Recently Infor won an Altimeter Group Open Leadership Award for our social media strategy. While accepting our award, Charlene Li asked me how I was able to get Executive buy-in for my strategy. I found this was a common question that many strategist are asking. I jokingly said that we didn't get by-in, but the reality was that our Executives were deeply involved and significant thought was put into how to engage them. So while developing Infor's social strategy, I formulated a two part approach.
Bottom Up Approach
My first approach was to create a grassroots groundswell leveraging the most social employees in the organization. This was often the younger new hires or early adopters already using social media tools. I identified that the primary barrier to increasing their involvement was an official corporate stance that allowed them to participate. Thus one of my initial action items was to create corporate guidelines that created guardrails to protected them as well as the organization.
Next I created a private Yammer community for them to participate and share their experiences. I wanted to use this internal community to drive Word of Mouth Marketing for the adoption of social tools as well as provide use cases. Users were encouraged to invite their non social employees to take part, initially just by listening to the various conversations occurring, then actively engaging. This accelerated the groundswell of awareness and eventually engagement.
Some of the reasons I think this was successful is that there was zero cost associated with it and it was an unofficial extension to official interactions occurring on our Intranet and Wiki sites. Additionally the speed of communication and sharing illustrated the power these new social tools had. Also, I had numerous case studies and an army of early adopters that I could leverage for my second approach.
Top Down Approach
To directly get buy-in by Executives and make social computing part of our corporate strategy, I again had to identify the different barriers in front of me. As with any disruptive technology, I found that Executives were in one of three places:
- They didn't want anything to do with social media for business
- They had preconceived (right or wrong) ideas of how social media related to business
- They thought social media was fundamental to the future of business both internally and externally.
I targeted working with the last group to leverage them as advocates for my strategy. Starting with individual conversations, I presented my plan to them, highlighting risks and rewards. Eventually I was tasked with developing and executing this plan myself (i.e. assuming the risk).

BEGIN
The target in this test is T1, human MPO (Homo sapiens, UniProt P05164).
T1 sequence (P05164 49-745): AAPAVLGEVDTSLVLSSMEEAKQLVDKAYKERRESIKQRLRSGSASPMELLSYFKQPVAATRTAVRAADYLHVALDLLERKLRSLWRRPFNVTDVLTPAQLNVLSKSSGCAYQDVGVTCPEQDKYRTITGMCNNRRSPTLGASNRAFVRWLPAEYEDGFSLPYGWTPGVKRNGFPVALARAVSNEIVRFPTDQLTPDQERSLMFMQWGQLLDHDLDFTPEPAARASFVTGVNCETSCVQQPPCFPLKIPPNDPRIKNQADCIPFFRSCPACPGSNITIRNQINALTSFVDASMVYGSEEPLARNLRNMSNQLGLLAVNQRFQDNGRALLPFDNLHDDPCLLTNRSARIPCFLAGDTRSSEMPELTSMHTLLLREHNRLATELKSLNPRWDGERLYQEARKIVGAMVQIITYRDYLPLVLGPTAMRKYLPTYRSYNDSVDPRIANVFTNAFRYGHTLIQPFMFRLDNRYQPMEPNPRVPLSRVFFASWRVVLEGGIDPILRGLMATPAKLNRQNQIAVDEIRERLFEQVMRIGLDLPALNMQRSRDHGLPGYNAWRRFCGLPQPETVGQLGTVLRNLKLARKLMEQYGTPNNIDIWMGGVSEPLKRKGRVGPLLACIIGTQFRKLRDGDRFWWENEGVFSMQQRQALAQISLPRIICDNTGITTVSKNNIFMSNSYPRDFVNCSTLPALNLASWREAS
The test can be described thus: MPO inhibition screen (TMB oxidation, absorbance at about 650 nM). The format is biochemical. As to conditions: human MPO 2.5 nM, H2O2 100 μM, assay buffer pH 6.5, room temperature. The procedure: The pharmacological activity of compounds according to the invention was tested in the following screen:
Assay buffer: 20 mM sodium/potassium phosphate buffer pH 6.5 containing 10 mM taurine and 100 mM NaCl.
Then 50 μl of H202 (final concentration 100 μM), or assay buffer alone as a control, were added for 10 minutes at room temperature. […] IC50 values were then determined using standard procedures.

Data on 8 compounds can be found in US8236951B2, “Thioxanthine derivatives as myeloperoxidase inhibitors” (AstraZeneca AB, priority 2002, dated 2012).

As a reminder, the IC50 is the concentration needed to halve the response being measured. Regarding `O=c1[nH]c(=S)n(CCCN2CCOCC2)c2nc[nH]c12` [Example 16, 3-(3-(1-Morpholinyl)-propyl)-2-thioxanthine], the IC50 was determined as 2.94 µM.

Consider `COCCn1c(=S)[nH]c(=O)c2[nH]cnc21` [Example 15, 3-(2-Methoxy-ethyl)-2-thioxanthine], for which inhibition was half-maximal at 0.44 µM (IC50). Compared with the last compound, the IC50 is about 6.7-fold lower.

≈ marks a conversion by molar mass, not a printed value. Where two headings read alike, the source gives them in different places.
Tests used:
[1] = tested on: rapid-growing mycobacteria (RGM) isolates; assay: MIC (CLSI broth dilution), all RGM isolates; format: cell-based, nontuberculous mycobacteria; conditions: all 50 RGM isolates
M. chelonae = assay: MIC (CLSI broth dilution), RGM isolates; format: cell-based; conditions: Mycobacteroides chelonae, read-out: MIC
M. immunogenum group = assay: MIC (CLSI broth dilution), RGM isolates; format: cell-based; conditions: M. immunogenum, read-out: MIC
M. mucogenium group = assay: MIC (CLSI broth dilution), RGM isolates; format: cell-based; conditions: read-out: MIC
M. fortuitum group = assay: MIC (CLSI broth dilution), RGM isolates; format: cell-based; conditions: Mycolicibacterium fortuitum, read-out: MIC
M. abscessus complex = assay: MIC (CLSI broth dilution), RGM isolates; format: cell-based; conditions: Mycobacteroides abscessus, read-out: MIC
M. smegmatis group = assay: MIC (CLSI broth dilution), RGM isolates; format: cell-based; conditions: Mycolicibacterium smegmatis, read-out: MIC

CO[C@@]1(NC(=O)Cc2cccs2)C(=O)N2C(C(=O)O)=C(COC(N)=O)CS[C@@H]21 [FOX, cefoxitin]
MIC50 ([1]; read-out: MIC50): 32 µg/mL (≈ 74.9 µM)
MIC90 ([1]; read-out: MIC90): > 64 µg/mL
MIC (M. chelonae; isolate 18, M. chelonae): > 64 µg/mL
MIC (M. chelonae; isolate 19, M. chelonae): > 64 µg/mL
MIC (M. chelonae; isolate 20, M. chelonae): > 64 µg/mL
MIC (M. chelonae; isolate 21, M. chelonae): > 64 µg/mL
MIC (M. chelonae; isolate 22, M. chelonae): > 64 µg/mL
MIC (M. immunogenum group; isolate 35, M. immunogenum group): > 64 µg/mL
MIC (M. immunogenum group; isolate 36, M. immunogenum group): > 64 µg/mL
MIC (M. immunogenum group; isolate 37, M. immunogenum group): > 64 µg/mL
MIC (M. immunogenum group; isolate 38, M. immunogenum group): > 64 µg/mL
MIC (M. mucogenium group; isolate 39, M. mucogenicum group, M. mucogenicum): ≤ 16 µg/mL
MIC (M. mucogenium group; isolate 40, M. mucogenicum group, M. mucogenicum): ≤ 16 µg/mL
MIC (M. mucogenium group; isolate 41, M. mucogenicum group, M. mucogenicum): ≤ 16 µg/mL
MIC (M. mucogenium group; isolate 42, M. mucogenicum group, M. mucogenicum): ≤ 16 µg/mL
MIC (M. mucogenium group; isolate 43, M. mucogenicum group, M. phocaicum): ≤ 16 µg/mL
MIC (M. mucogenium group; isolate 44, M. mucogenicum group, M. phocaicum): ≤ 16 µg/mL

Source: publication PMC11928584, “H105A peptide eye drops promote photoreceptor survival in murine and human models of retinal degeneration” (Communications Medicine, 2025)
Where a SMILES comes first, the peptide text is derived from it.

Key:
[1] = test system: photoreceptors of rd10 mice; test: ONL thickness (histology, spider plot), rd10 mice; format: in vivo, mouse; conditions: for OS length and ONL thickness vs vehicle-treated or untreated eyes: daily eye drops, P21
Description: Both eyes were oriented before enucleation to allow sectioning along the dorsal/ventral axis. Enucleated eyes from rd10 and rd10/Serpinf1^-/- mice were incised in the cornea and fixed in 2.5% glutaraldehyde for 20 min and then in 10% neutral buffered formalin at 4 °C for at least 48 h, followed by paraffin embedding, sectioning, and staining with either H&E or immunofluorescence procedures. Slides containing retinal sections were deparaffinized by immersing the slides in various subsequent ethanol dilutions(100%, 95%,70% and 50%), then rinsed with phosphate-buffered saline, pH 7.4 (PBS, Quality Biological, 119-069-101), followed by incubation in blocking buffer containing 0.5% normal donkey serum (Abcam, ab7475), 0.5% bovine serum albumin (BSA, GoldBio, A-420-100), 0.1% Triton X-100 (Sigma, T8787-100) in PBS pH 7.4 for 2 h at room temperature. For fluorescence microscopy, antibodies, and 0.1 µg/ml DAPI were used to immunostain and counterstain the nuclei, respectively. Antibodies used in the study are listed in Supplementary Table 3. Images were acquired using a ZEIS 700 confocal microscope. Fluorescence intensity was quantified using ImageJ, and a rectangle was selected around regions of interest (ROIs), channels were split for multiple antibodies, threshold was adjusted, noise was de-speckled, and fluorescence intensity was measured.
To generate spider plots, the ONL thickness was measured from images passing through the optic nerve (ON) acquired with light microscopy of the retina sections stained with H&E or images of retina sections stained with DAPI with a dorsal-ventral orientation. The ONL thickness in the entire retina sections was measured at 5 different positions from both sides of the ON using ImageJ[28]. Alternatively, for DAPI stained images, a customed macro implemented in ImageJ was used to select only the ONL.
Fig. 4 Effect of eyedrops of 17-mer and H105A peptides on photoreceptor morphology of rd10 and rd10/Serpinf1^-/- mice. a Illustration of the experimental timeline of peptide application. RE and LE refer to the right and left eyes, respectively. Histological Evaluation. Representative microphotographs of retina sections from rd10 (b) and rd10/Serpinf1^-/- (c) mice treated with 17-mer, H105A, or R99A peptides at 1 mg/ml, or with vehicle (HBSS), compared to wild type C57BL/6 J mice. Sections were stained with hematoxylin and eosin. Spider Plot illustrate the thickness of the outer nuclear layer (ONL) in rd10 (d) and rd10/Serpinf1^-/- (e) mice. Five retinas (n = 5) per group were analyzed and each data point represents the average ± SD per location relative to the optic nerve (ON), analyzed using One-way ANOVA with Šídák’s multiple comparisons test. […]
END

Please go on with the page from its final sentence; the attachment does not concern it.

Some of the reasons I think this buy-in was successful is that I found some early adopters that were key influencers within the organization. Also, I presented a low risk, high reward plan, with little upfront cost, and directly tied to our business goals/campaigns. Lastly, I enlisted these advocates to provide cover for me; for any questions that might arise from the other two Executive groups (i.e. minimizing my risk).
Next, for the other two groups, I focused primarily on the second one, who may or may not have a clear understanding of what social media was. I communicated daily via various internal channels three things:
- Case studies by their influential peers on social media
- Different use cases for social media in (our) business
- Stats and KPI's as to my plan's effectiveness.
Some of the reasons I think this was successful was that I positioned myself as a facilitator and let other advocates and key influencers do the influencing. Most importantly my strategy was driven by existing business goals/campaigns and was measurable.
For the first group that didn't want anything to do with social media or saw no value for it in business, I didn't come across this often, so I didn't focus a lot of my efforts here. 20 years ago I had similar resistance from those who said the Internet was just a fad, primarily for kids. Eventually these people will come around, but there is nothing you can easily do to directly influence them. Most likely some form of external crisis will be the catalyst (e.g. losing market share to competitors leveraging social media, negative brand perception via word of mouth, etc.).
So when promoting and getting buy-in for my strategy I used different tactics for different groups. I first started with listening to what reservations they had and identifying barriers to success. Profiling them into different groups, I regularly communicated to each (enlisting other advocates & key influencers), addressing what was important to them and increasing their understanding. In reality, I used social media tactics to gain social media buy-in.
As for next steps, getting buy-in will be an on-going process as Executives come and go and this space keeps evolving. One thing that is already changing is the importance of how social computing affects the bottom line for companies and how this is measured.
Different departments have different criteria for measurement and success, but in the end, everything ties back to revenue. In my next post, I'll cover how we are measuring our social media effectiveness and some best practices that are emerging in this field.